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Local

Channahon gets first drug dog

Hutch is narcotics, tracking K-9

CHANNAHON – The village of Channahon’s first police dog, police K-9 Hutch, was sworn into office at Monday’s Village Board meeting, with his partner, Officer Dustin Carlson, introducing him to the trustees and residents in the audience.

The dog in the 1½-year-old K-9 unit could still be seen, as he leaned toward the bone treats that were brought to him as gifts. At the meeting, Hutch’s inked paw was placed on his oath of office document after village President Missey Moorman Schumacher swore him into office with an oath that included the phrase, “I, Hutch, do solemnly swear or affirm that I will ... faithfully discharge the duties of the office of police K-9 ... and shall not be distracted by birds, naps and at-large tennis balls.”

Although the mood of the meeting was light, with congratulations and children all around, the reason for the police department’s acquisition of the K-9 unit was serious.

Will County State’s Attorney Jim Glasgow secured the funds for the dog, the dog’s training, Carlson’s training and to outfit a police vehicle for the K-9 from the county’s drug seizure fund. Glasgow was present at the meeting.

“I’m very happy I was in a position to help,” he said. “I’m sure some of you have seen the statistics for this year. We’re on pace for 79 to 80 fatal overdoses on heroin. ... Just 10 years ago, we were in the single digits. So if ever there was an epidemic, this is it. I’m hopeful this K-9 will help the Channahon officers not just locate the heroin, but save lives.”

Will County Board District 6 representatives Ragan Freitag, R-Wilmington, and Don Gould, R-Shorewood, also were present, as were state Rep. David Welter, R-Morris, and Channahon District 17 school board member Dee Foreman.

“I think I read somewhere that Channahon is rated one of the safest communities in Illinois,” Gould said, “and I think this action will make the community just a little bit safer.”

The idea of a K-9 unit gained momentum after Channahon Trustee Chantal Host brought the subject up to Freitag, who passed the idea along to Glasgow.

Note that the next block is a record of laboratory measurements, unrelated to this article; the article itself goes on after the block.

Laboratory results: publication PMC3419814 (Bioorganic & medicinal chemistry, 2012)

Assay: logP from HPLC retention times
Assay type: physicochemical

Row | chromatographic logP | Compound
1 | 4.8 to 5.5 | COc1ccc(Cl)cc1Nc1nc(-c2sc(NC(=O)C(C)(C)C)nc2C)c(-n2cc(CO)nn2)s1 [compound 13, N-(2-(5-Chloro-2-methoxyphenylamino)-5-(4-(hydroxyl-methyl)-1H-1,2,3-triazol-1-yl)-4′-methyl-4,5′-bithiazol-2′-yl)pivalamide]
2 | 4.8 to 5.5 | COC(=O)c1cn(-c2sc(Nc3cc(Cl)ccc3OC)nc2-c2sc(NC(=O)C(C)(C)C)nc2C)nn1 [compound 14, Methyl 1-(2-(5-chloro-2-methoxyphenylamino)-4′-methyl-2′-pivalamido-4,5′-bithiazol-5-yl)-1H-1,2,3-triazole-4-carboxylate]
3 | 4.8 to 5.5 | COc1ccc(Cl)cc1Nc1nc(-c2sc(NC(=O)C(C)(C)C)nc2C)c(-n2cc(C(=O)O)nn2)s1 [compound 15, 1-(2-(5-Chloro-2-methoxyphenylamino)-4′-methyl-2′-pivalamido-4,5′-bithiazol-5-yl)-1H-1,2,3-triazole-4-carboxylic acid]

Hutch, a German shepherd and Belgian Malinois mix, began his United States training in August at a police and military kennel in Pennsylvania, by way of Hungary and Holland. He trained at the facility for more than a month before meeting Carlson. The partners then trained together for a month before coming home to Channahon.

He’s a good dog with a very social personality, Carlson said.

“All the dogs that come out of there are pretty social,” he said.

Hutch is a narcotics and tracking dog, not a patrol dog or an attack dog, Carlson explained. He has been trained to sniff out marijuana, heroin, cocaine and methamphetamines.

As a tracker, he also can locate missing children and others who have gone missing or who are hiding, including nonviolent offenders. Hutch can also track down objects, such as weapons or items thrown out of a car on a chase.

“He won’t track armed suspects or violent offenders,” Carlson said.

Even so, in a couple of months, Hutch will receive his bullet-proof vest, just to be safe.

Hutch and Carlson still have much training to do together. They work on it after hours at home sometimes. Hutch lives with Carlson, Carlson’s wife and their other dogs, who have taken a liking to the new dog.

The pair will receive additional formal training for 16 hours each month. Carlson is learning how to alter the pitch in his voice and the tugs and pulls on the leash to give commands and praise. The training is not as easy as he expected.

“It’s probably the hardest thing I’ve done in my career,” he said.

Carlson said he has wanted to be involved in a K-9 unit since he started his career, and when the opportunity came up last year, he was excited to apply for it. Local sponsors for the dog include The Feed Loft, Puppy Cuts, Mallard Point Veterinary Care and Camz Communications.

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